The Law of God and Public Policy: Three Ls (5)
Then Moses said to the LORD, “O my Lord, I am not eloquent, neither before nor since You have spoken to Your servant; but I amslow of speech and slow of tongue.” Exodus 4.10
Conversation, publication, and public policy
We must not underestimate the power of conversation and publication in shaping public policy. The absence of a Christian voice in any area of public policy can create a “spiral of silence”, squelching what is true and good and allowing those policies backed by the most vocal proponents to gain the day. If we will work hard to be well-prepared, and if we make the most of every opportunity to engage and persuade, rather than just argue about topics, we might be surprised at how the Lord can use us to affect the way others think about the big issues of the day.
We may not consider ourselves articulate or persuasive, but if we know and abide by God’s Word, even our stumbling speech can have a powerful effect on how others think about issues of the day.
Remember, as the Lord Himself said in Deuteronomy 4.6-8, there is wisdom in His Law which even unbelievers can observe and which they will find appealing. And it is our task and calling to bring that to light and spread it around among the people we know, so that the Lord can then draw them to Himself and His ways (Mic. 4.1-8).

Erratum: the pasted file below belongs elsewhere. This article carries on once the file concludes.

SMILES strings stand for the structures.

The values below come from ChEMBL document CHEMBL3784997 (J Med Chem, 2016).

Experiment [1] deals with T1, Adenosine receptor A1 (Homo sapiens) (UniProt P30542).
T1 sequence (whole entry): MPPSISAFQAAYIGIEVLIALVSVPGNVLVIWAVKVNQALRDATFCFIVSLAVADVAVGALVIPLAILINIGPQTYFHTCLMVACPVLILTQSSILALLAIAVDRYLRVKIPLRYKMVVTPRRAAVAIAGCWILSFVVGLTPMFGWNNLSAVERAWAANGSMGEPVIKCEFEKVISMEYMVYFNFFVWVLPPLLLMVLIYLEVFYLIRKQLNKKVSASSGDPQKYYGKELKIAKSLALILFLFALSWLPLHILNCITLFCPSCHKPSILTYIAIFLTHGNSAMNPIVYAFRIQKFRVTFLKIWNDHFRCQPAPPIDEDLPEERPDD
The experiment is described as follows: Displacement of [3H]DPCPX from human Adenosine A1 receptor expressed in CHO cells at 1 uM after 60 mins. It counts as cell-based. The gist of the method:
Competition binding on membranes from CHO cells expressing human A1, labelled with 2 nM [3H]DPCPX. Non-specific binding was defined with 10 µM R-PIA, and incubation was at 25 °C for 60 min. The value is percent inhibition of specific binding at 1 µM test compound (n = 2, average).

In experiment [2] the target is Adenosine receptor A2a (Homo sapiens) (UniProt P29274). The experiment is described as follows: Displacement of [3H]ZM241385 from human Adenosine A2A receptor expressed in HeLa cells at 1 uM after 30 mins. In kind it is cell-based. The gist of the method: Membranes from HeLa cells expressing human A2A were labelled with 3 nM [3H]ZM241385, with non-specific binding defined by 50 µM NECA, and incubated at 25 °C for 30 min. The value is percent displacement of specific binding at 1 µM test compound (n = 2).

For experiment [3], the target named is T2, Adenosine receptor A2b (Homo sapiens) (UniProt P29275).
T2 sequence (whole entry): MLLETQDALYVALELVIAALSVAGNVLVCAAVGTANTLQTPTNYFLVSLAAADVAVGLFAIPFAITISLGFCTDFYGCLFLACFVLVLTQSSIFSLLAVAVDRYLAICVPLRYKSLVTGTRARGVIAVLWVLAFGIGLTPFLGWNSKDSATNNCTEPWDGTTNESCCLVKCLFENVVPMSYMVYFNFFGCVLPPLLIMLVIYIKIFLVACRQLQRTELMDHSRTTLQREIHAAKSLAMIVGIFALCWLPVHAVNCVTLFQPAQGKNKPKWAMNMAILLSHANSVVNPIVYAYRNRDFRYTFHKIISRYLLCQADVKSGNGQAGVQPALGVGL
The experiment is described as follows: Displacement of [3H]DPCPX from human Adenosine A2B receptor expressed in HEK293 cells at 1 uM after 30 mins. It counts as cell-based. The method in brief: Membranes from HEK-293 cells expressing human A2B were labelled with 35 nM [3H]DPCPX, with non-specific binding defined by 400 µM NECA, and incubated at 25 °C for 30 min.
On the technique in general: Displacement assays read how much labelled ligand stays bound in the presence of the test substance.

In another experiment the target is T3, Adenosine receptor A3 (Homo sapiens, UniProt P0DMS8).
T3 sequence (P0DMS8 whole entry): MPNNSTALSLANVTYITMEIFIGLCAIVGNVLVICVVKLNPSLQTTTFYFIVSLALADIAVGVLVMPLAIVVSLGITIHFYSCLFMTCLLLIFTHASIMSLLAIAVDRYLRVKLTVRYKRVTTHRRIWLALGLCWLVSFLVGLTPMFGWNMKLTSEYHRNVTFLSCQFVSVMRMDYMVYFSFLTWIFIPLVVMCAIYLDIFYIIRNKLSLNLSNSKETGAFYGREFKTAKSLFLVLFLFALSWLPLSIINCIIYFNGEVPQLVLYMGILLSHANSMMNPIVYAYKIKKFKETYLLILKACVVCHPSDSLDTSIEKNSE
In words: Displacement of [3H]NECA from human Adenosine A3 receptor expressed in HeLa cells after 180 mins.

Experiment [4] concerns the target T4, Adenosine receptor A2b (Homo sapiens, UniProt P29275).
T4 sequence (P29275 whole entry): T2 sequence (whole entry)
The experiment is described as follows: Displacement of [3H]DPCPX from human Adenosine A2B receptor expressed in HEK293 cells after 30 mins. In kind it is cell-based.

These two loci of public policy are open to every believer. We must make the most of them as we are able.
The political arena
But public policy is ultimately decided and crafted in the arena of formal politics, amid the machinery of political parties and campaigns and in the halls, chambers, and back rooms of government. If we are to make a consistent and convincing case for the Law of God in American public policy, at least some members of the Christian community will need to follow the Lord’s calling to serve here.
Most of us will be reluctant to take up such a calling. That’s certainly understandable. Moses was reluctant to involve himself with political power, but he was made to see that God’s will for His people could not be accomplished without such involvement. Joseph understood this, as did Daniel, Nehemiah, Ezra, David, and many of the great saints of Scripture and Church history. In every generation believers have known that helping government fulfill its God-given calling requires the presence of at least some believers in the mix.